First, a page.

Investors are putting a lot of money into bioplastic ventures. But the jury is still out on their environmental benefit They were panned in a recent study conducted by the University of Pittsburgh Now comes an announcement from Unilever that bioplastics won’t be part of an aggressive sustainability program in packagingUnilever makes this comment:
“Bioplastics are derived from renewable resources. But this does not mean that they are sustainable when all the environmental impacts and issues around their growth, production and subsequent disposal are taken into consideration.”
That’s a pretty broad-brush statement considering all of the technologies being investigated for renewably sourced packaging materials Unilever’s overall dismissal of this technology may be unwarranted But who really knows for sure? The companies with a stake in the plants-to-plastics projects need to make more convincing cases of their environmental benefits
At the JEC Europe 2015 composites show in Paris last month, makers of composite materials, software, and process equipment showed off their latest innovations. This year's show saw some announcements related to automotive applications, but many of the improvements came in the world of aerospace.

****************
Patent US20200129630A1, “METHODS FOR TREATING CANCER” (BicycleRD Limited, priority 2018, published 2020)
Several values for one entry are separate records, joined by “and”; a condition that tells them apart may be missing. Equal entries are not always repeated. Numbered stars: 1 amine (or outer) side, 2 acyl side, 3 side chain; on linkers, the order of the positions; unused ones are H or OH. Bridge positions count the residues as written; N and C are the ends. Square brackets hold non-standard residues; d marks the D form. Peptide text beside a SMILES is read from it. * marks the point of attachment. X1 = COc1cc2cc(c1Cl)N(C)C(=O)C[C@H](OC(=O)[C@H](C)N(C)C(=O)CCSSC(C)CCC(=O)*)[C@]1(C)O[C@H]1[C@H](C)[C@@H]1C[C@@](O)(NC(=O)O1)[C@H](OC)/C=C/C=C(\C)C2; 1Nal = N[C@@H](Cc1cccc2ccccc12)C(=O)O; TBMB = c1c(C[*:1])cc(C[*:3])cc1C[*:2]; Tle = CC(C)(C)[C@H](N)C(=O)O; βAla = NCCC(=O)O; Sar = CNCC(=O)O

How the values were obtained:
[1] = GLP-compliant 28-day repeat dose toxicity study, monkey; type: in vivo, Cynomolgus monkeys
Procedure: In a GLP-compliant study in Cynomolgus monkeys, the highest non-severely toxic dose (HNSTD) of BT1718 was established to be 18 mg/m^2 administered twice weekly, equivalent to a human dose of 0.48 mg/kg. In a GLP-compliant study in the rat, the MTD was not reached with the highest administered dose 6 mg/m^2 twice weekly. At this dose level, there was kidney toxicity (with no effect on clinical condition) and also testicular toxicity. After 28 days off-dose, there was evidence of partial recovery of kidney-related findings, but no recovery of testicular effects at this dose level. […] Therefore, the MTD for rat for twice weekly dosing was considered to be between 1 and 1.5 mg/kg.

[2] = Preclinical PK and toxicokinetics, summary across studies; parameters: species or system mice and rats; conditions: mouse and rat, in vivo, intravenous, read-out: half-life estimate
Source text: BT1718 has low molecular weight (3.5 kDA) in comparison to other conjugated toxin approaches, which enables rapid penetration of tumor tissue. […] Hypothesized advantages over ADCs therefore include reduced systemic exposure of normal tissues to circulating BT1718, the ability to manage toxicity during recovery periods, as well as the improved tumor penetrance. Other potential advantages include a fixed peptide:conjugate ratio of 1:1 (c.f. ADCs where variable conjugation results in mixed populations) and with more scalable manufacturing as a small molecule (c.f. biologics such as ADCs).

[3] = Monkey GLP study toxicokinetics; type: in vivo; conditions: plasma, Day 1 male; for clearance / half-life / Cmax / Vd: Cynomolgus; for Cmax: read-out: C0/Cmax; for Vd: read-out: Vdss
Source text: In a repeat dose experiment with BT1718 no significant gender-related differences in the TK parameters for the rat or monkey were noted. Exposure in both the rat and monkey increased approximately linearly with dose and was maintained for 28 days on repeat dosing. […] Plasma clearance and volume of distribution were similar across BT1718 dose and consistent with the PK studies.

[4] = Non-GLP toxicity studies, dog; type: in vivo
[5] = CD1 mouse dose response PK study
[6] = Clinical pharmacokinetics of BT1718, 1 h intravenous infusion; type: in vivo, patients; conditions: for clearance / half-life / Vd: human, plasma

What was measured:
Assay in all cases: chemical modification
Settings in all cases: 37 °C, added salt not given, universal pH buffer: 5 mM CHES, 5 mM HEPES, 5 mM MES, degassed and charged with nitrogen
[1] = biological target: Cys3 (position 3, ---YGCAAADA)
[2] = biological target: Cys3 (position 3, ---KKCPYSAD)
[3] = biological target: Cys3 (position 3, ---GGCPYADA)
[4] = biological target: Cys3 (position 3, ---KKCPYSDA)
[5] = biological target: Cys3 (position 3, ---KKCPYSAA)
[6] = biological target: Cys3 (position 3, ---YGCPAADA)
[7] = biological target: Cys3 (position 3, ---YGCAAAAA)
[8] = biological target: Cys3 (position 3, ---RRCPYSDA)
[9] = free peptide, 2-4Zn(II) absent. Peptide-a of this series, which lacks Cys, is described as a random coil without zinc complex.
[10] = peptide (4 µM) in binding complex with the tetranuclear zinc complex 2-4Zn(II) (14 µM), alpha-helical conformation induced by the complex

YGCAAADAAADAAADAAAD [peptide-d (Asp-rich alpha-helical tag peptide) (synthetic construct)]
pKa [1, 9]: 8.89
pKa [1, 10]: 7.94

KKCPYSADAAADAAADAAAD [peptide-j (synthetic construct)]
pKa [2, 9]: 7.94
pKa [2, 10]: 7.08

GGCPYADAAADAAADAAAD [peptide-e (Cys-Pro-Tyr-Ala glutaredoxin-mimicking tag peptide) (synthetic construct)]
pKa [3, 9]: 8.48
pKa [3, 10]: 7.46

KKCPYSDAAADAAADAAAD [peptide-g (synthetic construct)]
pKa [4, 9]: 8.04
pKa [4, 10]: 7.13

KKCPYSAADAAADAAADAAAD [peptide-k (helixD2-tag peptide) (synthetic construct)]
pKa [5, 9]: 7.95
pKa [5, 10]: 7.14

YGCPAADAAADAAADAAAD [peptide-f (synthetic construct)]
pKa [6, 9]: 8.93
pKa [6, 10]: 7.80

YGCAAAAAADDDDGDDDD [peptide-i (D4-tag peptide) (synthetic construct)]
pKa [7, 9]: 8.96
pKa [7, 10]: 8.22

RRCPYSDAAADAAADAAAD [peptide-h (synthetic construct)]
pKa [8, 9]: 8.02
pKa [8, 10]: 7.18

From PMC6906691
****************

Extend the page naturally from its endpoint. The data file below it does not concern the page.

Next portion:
The DuPont-sponsored Plastics Industry Trends survey shows engineers want improved performance in a broad range of plastics and better recycling technology. These concerns top even processing enhancements that improve productivity.
Plastics leader SABIC recently announced a global initiative to help its customers take advantage of additive manufacturing (AM) and also advance 3D printing (3DP) technologies in several application areas. The company's plans go way beyond materials, and also include design, processing, and part performance.
A theme that was reflected in several ways at NPE 2015 was the use of 3D printing to assist in, or improve on, injection molding, as well as improvements in 3D printing materials and processes that are making better functional prototypes and end-use parts.
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